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djmgw

A Bit Of An Indicator?

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I went to look at this house when we moved back oop north in Summer 2005.

http://www.rightmove.co.uk/property-for-sale/property-41709782.html

It was on at £215k at the time and we offered £205k, which was rejected. It seems it was then rented out a couple of times, but recently came on at £170 and has gone SSTC within a couple of weeks. I seem to recall it was a probate sale at the time.

For Info its in Uppermill, one of the pennine villages on the Manchester side - train into Manchester in about 40 minutes, a nice rural area just outside Oldham (if there can be such a thing).

We ended up on the Yarksher side o' th'ill - more value but still pricey given the local wages.

djmgw

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I went to look at this house when we moved back oop north in Summer 2005.

http://www.rightmove.co.uk/property-for-sale/property-41709782.html

It was on at £215k at the time and we offered £205k, which was rejected. It seems it was then rented out a couple of times, but recently came on at £170 and has gone SSTC within a couple of weeks. I seem to recall it was a probate sale at the time.

For Info its in Uppermill, one of the pennine villages on the Manchester side - train into Manchester in about 40 minutes, a nice rural area just outside Oldham (if there can be such a thing).

We ended up on the Yarksher side o' th'ill - more value but still pricey given the local wages.

djmgw

does look like a classic probate sale. And the numpties have thrown away unearned income of 30K+ due to greed by the looks of things...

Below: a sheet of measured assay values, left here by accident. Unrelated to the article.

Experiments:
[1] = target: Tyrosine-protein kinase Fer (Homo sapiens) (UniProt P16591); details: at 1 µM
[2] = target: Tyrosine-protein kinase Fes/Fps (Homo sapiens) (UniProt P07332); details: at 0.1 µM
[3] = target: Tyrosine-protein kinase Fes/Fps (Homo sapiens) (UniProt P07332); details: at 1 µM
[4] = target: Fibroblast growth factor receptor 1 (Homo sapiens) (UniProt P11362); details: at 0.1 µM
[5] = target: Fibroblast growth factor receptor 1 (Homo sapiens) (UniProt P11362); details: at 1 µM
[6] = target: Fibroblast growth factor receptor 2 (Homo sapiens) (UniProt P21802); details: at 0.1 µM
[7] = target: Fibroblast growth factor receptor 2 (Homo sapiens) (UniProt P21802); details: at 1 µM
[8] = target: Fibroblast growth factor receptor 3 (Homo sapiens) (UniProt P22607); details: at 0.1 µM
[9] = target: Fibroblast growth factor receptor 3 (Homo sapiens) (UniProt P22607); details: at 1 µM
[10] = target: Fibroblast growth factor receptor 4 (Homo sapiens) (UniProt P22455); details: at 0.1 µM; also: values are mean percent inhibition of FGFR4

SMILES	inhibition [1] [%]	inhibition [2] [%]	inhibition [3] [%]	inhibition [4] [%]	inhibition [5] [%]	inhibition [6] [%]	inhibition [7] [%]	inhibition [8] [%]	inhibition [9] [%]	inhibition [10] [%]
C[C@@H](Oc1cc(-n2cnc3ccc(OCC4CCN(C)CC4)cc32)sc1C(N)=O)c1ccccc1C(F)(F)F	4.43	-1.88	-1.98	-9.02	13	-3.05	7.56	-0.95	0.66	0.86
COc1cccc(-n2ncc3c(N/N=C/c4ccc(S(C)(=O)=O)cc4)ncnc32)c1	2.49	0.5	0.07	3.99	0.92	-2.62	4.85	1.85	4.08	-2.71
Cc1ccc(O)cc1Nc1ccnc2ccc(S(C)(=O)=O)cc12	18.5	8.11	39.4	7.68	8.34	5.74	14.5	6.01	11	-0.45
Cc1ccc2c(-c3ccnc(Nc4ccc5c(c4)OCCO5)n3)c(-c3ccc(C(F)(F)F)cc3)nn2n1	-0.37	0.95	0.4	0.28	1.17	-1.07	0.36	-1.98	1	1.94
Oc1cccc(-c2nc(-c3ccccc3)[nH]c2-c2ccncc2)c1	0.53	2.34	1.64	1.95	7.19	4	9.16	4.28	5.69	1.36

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Remarkably managed to fit three bedrooms and a bathroom in a loft conversion above a small bungalow with use of dormer windows only. I am assuming so, since the attaching semi isn't a dormer. Though the bedrooms are small.

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Thread indicates the real loss Northern households have suffered since 2005. 205K to 170K looks about spot on to me if you are talking Derbyshire, Yorkshire, Lancashire etc and indeed probabkly the peak for these counties and not the summer 2007 .. so real crash is:-

RPI (191.6/249.5 =.77) x (170/205 = .83) = a real crash of -36%.

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Thread indicates the real loss Northern households have suffered since 2005. 205K to 170K looks about spot on to me if you are talking Derbyshire, Yorkshire, Lancashire etc and indeed probabkly the peak for these counties and not the summer 2007 .. so real crash is:-

RPI (191.6/249.5 =.77) x (170/205 = .83) = a real crash of -36%.

Oooo .. If you get a moment could you explain the above equation to a poor numpty (my friend :unsure: ) who didn't do too well at maths in school. :ph34r:

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Wrong side of the pennies for me.

My home region - Yorkshire coast/greater Scarborough - shows the same but much more extreme.

Assuming that you were loking to buy in 2006 and the price was 'the current rate - EA speak' - then the numbers tally with what I've seen.

In nominal (sticker) prices the North is not going to have much to show since 2003-ish now.

Real terms you are talking hefty losses.

Factor in paying the interest and maintenance and ... well.

The most notable factor which does not show up in the prices - yet - is that the number of sales fell off a cliff in 2007. And they have not recovered yet.

Using propertybee I can get a good idea of new listed houses and those that have just put through the washing machine.

I would guess Scarborough has about 5 years of property sales currently listed at pre-2007 rates.

Probably 20+ years at the current number of transaction.

I don't think people really understand how long its going to take to shift a house and much prices need to be slashed to clear the backlog.

The number of probates/shove-in-a-home-sales is truely amazing.

House after house listed where the house is obvious not occupied and loads of that bulky, indestructible furniture in wierd colours that OAPs buy despite the fact that itll outlive them by 30 years.

And the good awful wallpaper.

This is just residencial.

Don't even think about trying to sell a commercial business.